Where Friðfinnsson lined the inside of his box/sculpture with black paper, Pieroth painted the inside of her box/sculpture white. Where he only changes the color of the interior base and sides of his boxes, Pieroth includes the inside upper flaps of her box in the transformation. Jose Dávila also treated the inside upper flaps as part of the interior in his gold-plated boxes.
But, on second thought, I think I’ve found a better angle.
Looking at the box she’d painted, I assumed (at first) that it was a consumer-product shipping carton. I searched for the German brand name printed on the box, however, and discovered that it was nothing of the sort.
Realizing now, what type of box this is, I decided to approach it differently. Comparing it to Friðfinnsson’s box with the black interior didn’t seem so interesting.
More about the original box and the (possible) insight it offers, after the fold…
Not being German, I had never heard of zapf umzüge and had never seen their boxes. Nor had I ever heard of its founder, Klaus Zapf, who died in 2014.
… There is a Lenin statue … Klaus Zapf had them set it up there in the gravel, between customer parking and carton sales. Yellow containers and trucks are standing around the Lenin, it is the forwarding yard of Zapf Umzüge [Berlin] …
From here, Klaus Zapf has built one of the largest relocation companies in Europe.
Alexander Mühlauer, “Whimsy Despot,” Süddeutsche Zeitung, August 21, 2014
Zapf, famous as “the German millionaire who shunned wealth,” was once quoted as saying, “I don’t need money. It just makes us unequal.”
Why this particular Umzugskarton?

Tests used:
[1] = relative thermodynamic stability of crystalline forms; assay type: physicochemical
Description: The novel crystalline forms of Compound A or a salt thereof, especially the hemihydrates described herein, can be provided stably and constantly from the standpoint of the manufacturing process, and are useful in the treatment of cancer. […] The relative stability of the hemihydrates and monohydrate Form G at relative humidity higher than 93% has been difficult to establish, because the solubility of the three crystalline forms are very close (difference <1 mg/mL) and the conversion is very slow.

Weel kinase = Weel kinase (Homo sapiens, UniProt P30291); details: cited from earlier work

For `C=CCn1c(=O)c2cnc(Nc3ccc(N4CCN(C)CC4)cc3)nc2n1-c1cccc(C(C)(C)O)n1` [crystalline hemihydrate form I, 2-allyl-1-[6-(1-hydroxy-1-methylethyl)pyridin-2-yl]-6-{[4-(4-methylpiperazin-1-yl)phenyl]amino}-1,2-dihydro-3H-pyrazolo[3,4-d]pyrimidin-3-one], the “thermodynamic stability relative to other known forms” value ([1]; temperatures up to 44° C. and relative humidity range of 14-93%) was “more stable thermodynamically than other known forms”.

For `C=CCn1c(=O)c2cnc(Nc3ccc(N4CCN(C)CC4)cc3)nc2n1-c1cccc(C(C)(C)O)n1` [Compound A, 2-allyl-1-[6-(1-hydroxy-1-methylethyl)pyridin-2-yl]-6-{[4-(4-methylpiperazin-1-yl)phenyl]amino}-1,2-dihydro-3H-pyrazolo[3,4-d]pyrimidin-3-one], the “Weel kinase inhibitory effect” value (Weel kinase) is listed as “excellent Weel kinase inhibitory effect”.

As a German, Pieroth would have been familiar with their Umzugskartons (moving boxes).
There are numerous photos to be found on the company’s website attesting to the importance of the boxes…
Although I can find no discussion online of Pieroth’s choice to use a Zapf Umzüge Umzugskarton for her 2011 sculpture, I can speculate.
In a review of her 2013 exhibit with Tamara Henderson, Paul Teasdale of Frieze Magazine described Pieroth’s work as a “critique of consumer capitalism, ” stating further that her “witty conceptual sculptures often explore the relationship between art and money, value and commodity.”
Was Pieroth thinking of Klaus Zapf, the ambivalent kapitalist when she chose this particular box?
Housing, fresh paint and floor space
Why paint the interior white? Is the box a metaphor for housing? A new apartment where you relocate, rent and repaint?
Regarding the title, I wasn’t familiar with the “qm” but I now gather that it stands for “Quadratmeter.” Which is the same as a “square meter.” So the title expresses the 2-dimensional “square” area of the box, rather than its cubic volume. Similar to the way one might describe the area of an apartment.
Or was Pieroth commenting on the-art-gallery-as-a-white-box?
Then again (for all I know) she may have used Zapf Umzüge’s services to send the empty box (with its white-painted interior) from Berlin to Milan with instructions about how it was to be exhibited.
She had done something along similar lines with her 2002 sculpture, Mein Flug über den Ozean.
Since the artist could not personally travel to an exhibition in New York, she decided to make the absence the subject of her participation in the exhibition.
Mein Flug über den Ozean [“My flight across the ocean”] is the title of the first German edition of the book by Charles Lindbergh, from his legendary solo flight over the Atlantic in 1927. Kirsten Pieroth sent the book, bounded with a cord and stamped with postage stamps, by airmail the reverse way across the Atlantic to the gallery.
You cannot find very many photos of “0,175 qm” but it does appear a few times in a video of Marcello Maloberti‘s performance entitled: Doppietta.
In this performance two men dressed in Italian military garb (each wearing a Cappello Alpino) crawl back and forth throughout the opening of the Segalega exhibit. Several times they pass by Pieroth’s floor sculpture. (An excerpt is shown below.)
See: the full Doppieta video
For more about Kirsten Pieroth’s work, see also: jars, bottles, books & the NY Times